The use of a superconducting quantum-interference detector (SQUID) probe can provide signal-to-noise ratios many orders of magnitude greater than the Hall-effect magnetometer probe described here and may be employed in place thereof. Each improvement in signal-to-noise permits the measurement of chemical interactions with progressively smaller reaction volumes. Thus with the attachment of a SQUID magnetometer probe our invention would be able to analyze chemical reactions in microscopic volumes or at great distances from the reacting substances. The latter facility would permit the present invention to be used to detect, identify and non-invasively analyze, in real time, specific chemical reactions ongoing in the interior of the living body, e.g. in humans. Increases in signal-to-noise ratios and smaller reaction volumes also decrease analysis times, since the FFT virtual-filtering routines have less noise to remove. As a component of the present invention, therefore, a SQUID magnetometer probe provides a non-invasive, rapid, nonconfining method of diagnosing metabolic disease states from without the human body.
Use of a SQUID magnetometer probe in the present invention permits also the detection of electromagnetic fields generated in the microwave ranges during chemical reactions. This in turn permits the present invention to detect and analyze chemical events, taking place in reaction vessels or in the living body, whose activity and specific chemical nature is characterized by microwave radiation in specific regions of the microwave spectrum.
The addition of a simple static or slowly-varying magnetic field generator to the device in conjunction with a SQUID magnetometer permits the present invention to function, under certain conditions, as an electron spin resonance (ESR) spectrometer and thereby discern molecular structure without requiring the chemical sample to be submitted to microwave radiation. One condition where this would obtain is during a chemical reaction involving known or unknown molecular entities. This result is achieved because the waveform of microwave signals from a chemically-reacting molecule in a magnetic field changes with imposed magnetic field strength in unique fashion for individual molecules. Such application of the invention can with convenience be further enhanced by attaching to the magnetometer probe a semiconductor Peltier-effect thermoelectric cooler, with appropriate electronic control system. This facility permits the analysis of chemical structure at cryogenic temperatures, a circumstance which reduces the rotation of protons around single bonds in the molecule of interest, thereby permitting more accurate representation and resolution of molecular conformation. The extension of the invention to provide a nuclear magnetic resonance facility involves merely the addition of the necessary magnetic field coil(s) and control system to the magnetometer probe.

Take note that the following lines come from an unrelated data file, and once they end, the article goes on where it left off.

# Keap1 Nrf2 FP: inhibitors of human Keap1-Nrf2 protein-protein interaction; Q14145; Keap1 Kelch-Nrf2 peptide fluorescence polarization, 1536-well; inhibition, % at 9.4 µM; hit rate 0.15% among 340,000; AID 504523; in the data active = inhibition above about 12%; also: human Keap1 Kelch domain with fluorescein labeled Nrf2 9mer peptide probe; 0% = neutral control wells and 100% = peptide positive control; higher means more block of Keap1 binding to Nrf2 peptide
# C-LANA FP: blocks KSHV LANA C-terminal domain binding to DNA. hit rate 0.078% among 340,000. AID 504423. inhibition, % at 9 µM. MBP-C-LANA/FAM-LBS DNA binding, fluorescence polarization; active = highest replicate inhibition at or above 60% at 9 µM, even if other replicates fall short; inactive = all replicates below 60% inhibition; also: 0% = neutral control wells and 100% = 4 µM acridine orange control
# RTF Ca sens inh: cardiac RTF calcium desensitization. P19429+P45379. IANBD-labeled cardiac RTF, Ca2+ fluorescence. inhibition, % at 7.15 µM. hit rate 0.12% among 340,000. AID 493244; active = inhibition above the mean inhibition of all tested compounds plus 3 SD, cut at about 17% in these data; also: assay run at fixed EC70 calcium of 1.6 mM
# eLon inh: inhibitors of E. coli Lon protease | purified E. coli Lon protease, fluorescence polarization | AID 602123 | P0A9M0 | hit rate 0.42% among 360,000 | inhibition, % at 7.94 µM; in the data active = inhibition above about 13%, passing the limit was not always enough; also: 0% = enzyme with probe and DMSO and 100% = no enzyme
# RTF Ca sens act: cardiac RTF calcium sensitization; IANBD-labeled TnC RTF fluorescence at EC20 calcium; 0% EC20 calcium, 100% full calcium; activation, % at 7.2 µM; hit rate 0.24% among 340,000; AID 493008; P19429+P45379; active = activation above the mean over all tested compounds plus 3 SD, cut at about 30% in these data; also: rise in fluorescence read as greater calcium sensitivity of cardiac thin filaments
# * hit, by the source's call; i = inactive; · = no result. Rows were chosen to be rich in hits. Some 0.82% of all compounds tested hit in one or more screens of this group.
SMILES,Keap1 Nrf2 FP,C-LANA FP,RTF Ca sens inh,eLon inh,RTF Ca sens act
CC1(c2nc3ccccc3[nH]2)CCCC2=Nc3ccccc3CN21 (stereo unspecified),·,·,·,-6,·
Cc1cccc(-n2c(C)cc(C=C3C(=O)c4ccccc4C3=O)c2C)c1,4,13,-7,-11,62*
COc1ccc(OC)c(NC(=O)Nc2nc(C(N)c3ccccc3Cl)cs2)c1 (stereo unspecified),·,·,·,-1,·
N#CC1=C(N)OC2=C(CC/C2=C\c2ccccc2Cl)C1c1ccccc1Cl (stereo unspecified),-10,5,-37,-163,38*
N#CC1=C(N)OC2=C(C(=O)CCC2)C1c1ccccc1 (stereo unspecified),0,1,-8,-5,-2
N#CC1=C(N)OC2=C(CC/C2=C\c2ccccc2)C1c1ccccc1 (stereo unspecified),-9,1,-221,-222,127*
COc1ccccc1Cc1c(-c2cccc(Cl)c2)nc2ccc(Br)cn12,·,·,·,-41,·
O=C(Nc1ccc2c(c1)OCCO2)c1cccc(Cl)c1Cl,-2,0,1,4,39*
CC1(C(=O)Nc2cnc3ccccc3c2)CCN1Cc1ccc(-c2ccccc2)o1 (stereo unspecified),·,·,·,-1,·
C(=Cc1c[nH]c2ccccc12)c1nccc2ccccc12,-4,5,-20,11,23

The practical shortest analysis time for the generation of a specific frequency spectrum from a given procedure is approximately ten times the period of the lowest frequency present in the frequency bandwidth chosen for analysis. With the small volumes and reactant concentrations necessary for achieving results using the present invention, this lower limit may approach no more than about one to two minutes. Spectral or other modes of analysis, for example, pattern recognition and waveform trend forecasting, can be accomplished with a user-programmable digital computer which stores the unprocessed signal, the analyzed result and experimental notations on magnetic media. Outputs of all stored modes can be displayed, as chosen, on the computer screen. These outputs can then be compared by visual and statistical means with response patterns previously obtained from known reactions under controlled conditions or derived from theory. Thus, general and specialized libraries of spectral and response pattern data can be built up as the invention is utilized in an individual laboratory or can be compiled from variegated laboratories in several different areas of investigation. An expert system would be available to assist the investigator with the interpretation of results.